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In the frame of a course on instabilities, I am trying to prove that the soap film between two rings has the form of a catenoid. Since pressure is equal on either side of the film, we expect to have a surface that has zero mean curvature everywhere, i.e.:

$$\frac 1 {r_1}+\frac 1 {r_2}=0 \tag1 $$

where $r_1$ and $r_2$ are the two principal radii. (Assume we have two perpendicular planes, the $(x,r)$ plane and the $(r,\theta)$ plane). In the $(x,r)$ plane, the radius is:

$$r_1=\frac{r''(x)}{\left(1+r'(x)^2\right)^{3/2}} \tag2$$

while the radius is "constant" at each section in $(r,\theta)$ with $r_2=-r(x) \tag3 $

so that the first relation becomes: $$r(x)r''(x)=\left(1+r'(x)^2\right)^{3/2} \tag4 $$

which is not the relation given by finding the minimal surface

$$ rr''=1+r'^2 \tag 5$$ that leads to the correct catenoid form.

Where did I go wrong? I feel I'm using the wrong formula for $r_1$ but can't seem to find an alternative. Can someone throw a hint my way?

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    $\begingroup$ The two principal radii are to be taken along perpendicular directions in the tangent plane at any point. The $(r,\theta)$ plane is not perpendicular to this tangent plane. So $-r(x)$ is not equal to $r_2$. However, by the fact that the surface is one of revolution, your $r_1$ is correct. $\endgroup$ – Chrystomath Nov 28 '17 at 18:04
  • $\begingroup$ @MMS Agreed, the way I wrote it only applies in the middle. I should've taken an inclined plane making an angle $\alpha$ with respect to the $r$ axis. And since the curvature $k=||dT/ds||$ we should replace $dT$ with $$dT_2=dT cos\alpha=\frac{dT}{\sqrt{1+\tan^2\alpha}}=\frac{dT}{\sqrt{1+r'^2}}$$ so that $$r_{corrected}=r(x)\sqrt{1+r'^2}$$ $\endgroup$ – György von Fesz Nov 28 '17 at 18:58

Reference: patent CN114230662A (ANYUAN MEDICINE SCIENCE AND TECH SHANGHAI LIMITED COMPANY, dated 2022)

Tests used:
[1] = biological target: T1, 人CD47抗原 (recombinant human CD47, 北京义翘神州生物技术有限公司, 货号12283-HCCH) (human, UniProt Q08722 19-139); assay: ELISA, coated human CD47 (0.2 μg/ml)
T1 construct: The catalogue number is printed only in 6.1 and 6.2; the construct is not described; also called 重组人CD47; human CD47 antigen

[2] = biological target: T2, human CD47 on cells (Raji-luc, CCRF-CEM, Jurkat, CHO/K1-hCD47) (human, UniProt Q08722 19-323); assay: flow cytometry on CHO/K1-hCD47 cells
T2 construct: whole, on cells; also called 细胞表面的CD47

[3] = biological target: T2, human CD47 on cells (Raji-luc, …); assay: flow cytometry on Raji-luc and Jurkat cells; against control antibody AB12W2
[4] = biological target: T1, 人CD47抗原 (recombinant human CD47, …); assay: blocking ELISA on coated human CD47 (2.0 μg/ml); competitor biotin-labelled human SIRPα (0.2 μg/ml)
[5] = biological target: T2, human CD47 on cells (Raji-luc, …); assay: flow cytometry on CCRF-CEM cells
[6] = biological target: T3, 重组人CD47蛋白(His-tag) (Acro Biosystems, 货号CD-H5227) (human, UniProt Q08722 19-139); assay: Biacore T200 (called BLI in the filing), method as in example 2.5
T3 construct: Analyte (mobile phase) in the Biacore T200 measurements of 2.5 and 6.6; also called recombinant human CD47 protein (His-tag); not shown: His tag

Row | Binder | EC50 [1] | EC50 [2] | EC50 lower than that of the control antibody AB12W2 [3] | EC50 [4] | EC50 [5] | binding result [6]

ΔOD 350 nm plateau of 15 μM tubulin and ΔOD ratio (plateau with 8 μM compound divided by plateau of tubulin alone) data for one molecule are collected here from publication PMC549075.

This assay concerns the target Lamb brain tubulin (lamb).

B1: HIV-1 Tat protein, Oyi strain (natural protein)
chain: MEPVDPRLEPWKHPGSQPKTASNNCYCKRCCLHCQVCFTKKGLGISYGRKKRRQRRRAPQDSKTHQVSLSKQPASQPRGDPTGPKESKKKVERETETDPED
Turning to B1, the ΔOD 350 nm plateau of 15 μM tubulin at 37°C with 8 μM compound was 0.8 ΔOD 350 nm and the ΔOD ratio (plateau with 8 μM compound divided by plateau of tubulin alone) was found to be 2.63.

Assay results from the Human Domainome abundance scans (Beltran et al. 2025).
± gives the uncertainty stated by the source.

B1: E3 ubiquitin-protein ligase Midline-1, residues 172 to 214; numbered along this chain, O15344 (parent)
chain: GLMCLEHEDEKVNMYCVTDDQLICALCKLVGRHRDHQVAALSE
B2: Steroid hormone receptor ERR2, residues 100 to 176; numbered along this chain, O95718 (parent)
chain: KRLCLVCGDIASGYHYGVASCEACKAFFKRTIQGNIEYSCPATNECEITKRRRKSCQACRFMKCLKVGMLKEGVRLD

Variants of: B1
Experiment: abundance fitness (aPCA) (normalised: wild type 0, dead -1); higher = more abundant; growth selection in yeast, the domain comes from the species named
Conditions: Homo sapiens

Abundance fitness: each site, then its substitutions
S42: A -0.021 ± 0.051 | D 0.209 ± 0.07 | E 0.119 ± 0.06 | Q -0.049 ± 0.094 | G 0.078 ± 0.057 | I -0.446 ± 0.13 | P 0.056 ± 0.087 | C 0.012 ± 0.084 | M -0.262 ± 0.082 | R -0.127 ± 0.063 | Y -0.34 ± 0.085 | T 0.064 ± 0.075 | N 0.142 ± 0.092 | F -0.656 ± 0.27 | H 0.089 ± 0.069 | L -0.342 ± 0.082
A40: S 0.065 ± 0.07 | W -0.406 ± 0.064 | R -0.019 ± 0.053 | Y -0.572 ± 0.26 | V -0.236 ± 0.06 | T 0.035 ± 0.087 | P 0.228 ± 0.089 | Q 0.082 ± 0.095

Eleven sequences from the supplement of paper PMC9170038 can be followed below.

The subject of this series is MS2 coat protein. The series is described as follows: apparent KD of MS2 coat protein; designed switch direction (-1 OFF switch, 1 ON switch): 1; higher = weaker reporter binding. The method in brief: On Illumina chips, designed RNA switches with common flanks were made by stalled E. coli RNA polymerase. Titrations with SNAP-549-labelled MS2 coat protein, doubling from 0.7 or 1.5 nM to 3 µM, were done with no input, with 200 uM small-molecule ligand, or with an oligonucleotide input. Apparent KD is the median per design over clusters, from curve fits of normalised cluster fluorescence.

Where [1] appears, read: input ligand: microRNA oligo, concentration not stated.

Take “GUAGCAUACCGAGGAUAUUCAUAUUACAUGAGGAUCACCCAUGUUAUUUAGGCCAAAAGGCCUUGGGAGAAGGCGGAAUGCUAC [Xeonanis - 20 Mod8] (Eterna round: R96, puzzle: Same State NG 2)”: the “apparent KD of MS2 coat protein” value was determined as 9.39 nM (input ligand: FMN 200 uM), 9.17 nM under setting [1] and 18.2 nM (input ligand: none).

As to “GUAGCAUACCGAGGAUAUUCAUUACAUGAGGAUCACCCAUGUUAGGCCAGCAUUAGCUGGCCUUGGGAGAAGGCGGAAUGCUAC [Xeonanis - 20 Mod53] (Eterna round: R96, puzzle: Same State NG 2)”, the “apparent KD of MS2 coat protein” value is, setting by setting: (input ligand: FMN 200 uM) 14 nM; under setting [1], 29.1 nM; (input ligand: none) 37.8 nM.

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For any curve $r(\theta)$, the curvature is given from the formula $$r(\theta)=r(0)+\dot{r}(0)\theta+\frac{1}{2}\ddot{r}(0)\theta^2+o(3)=r(0)+\dot{s}t+\frac{1}{2}\dot{s}^2\kappa n+o(3)$$ that is, $\kappa=\frac{\ddot{r}(0)\cdot n}{\dot{s}^2}$.

In the problem of the soap film, the surface is given by $$\mathbf{r}(x,\theta)=\begin{pmatrix}r(x)\cos\theta\\r(x)\sin\theta\\x\end{pmatrix}$$ There are two relevant perpendicular curves, those at constant $x$ and at constant $\theta$. The tangents in the different directions are $$t_x=\frac{d}{dx}\mathbf{r}=\begin{pmatrix}r'(x)\cos\theta\\r'(x)\sin\theta\\1\end{pmatrix}$$ $$t_\theta=\frac{d}{d\theta}\mathbf{r}=\begin{pmatrix}-r(x)\sin\theta\\r(x)\cos\theta\\0\end{pmatrix}$$ The normal vector is then $$n=\frac{t_x\times t_\theta}{|t_x\times t_\theta|}=\frac{1}{\sqrt{1+r'(x)^2}}\begin{pmatrix}-\cos\theta\\-\sin\theta\\r'(x)\end{pmatrix}$$

$\dot{s}=|t|$ in each case; so for the constant $\theta$ curve, $\dot{s}=|t_x|=\sqrt{1+r'(x)^2}$, while for the constant $x$ curve, $\dot{s}=|t_\theta|=r$.

Thus the two curvatures are given by $$\kappa_x=\frac{t_x'\cdot n}{\dot{s}^2}=\frac{-r''(x)}{\sqrt{1+r'(x)^2}^{3/2}}$$ $$\kappa_\theta=\frac{t_\theta'\cdot n}{\dot{s}^2}=\frac{r(x)}{r(x)^2\sqrt{1+r'(x)^2}}$$

For a minimal surface $\kappa_x+\kappa_\theta=0$, so $r''r=1+(r')^2$.

As you can see, the principal curvature in the $\theta$ direction is not $1/r$ as you might think.

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  • $\begingroup$ Agreed. I tried to fix it in the comment, but your way is much more rigorous. Thank you $\endgroup$ – György von Fesz Nov 28 '17 at 22:11
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$$\frac 1 {r_1}+\frac 1 {r_2}=0 \rightarrow \frac {r_2}{r1}=-1 \tag{11} $$

where $r_1$ and $r_2$ are the same two principal radii of principal curvatures. $r_2$ should be taken correctly normal to meridian as:

$$ r_2= {r(x)}{\left(1+r'(x)^2\right)^{1/2}} \tag{22}$$

$$r_1=\frac{-\left(1+r'(x)^2\right)^{3/2}}{r''(x)} \tag{33}$$

Divide above two equations

$$ \frac{r(x) \, r''(x)}{1+r'(x)^2}=1 \tag{44/5}$$

Also you have written curvature incorrecty for radius of curvature at equation 2). Also your equation 3) incorrect. What you wrote is true only for a cylinder.

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